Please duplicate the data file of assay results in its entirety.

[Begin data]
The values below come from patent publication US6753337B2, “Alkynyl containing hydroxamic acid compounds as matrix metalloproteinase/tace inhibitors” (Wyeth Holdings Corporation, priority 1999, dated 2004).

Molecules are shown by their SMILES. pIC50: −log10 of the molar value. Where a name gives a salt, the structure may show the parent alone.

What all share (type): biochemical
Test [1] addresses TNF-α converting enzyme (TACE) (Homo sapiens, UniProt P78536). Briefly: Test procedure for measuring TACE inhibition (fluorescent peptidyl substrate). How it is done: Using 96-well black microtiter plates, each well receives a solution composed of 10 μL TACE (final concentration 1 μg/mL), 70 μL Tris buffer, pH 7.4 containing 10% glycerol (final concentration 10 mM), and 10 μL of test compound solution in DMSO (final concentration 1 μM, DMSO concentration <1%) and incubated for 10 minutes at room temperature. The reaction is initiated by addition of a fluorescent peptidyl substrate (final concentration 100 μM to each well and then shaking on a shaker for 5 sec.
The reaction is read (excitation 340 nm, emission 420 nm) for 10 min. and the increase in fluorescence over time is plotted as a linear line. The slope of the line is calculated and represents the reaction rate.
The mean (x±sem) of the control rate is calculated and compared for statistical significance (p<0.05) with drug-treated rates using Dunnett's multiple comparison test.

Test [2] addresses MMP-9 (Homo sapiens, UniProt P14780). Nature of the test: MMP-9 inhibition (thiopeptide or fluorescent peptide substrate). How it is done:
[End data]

The values below come from patent publication US6753337B2, “Alkynyl containing hydroxamic acid compounds as matrix metalloproteinase/tace inhibitors” (Wyeth Holdings Corporation, priority 1999, dated 2004).

Molecules are shown by their SMILES. pIC50: −log10 of the molar value. Where a name gives a salt, the structure may show the parent alone.

What all share (type): biochemical
Test [1] addresses TNF-α converting enzyme (TACE) (Homo sapiens, UniProt P78536). Briefly: Test procedure for measuring TACE inhibition (fluorescent peptidyl substrate). How it is done: Using 96-well black microtiter plates, each well receives a solution composed of 10 μL TACE (final concentration 1 μg/mL), 70 μL Tris buffer, pH 7.4 containing 10% glycerol (final concentration 10 mM), and 10 μL of test compound solution in DMSO (final concentration 1 μM, DMSO concentration <1%) and incubated for 10 minutes at room temperature. The reaction is initiated by addition of a fluorescent peptidyl substrate (final concentration 100 μM to each well and then shaking on a shaker for 5 sec.
The reaction is read (excitation 340 nm, emission 420 nm) for 10 min. and the increase in fluorescence over time is plotted as a linear line. The slope of the line is calculated and represents the reaction rate.
The mean (x±sem) of the control rate is calculated and compared for statistical significance (p<0.05) with drug-treated rates using Dunnett's multiple comparison test.

Test [2] addresses MMP-9 (Homo sapiens, UniProt P14780). Nature of the test: MMP-9 inhibition (thiopeptide or fluorescent peptide substrate). How it is done: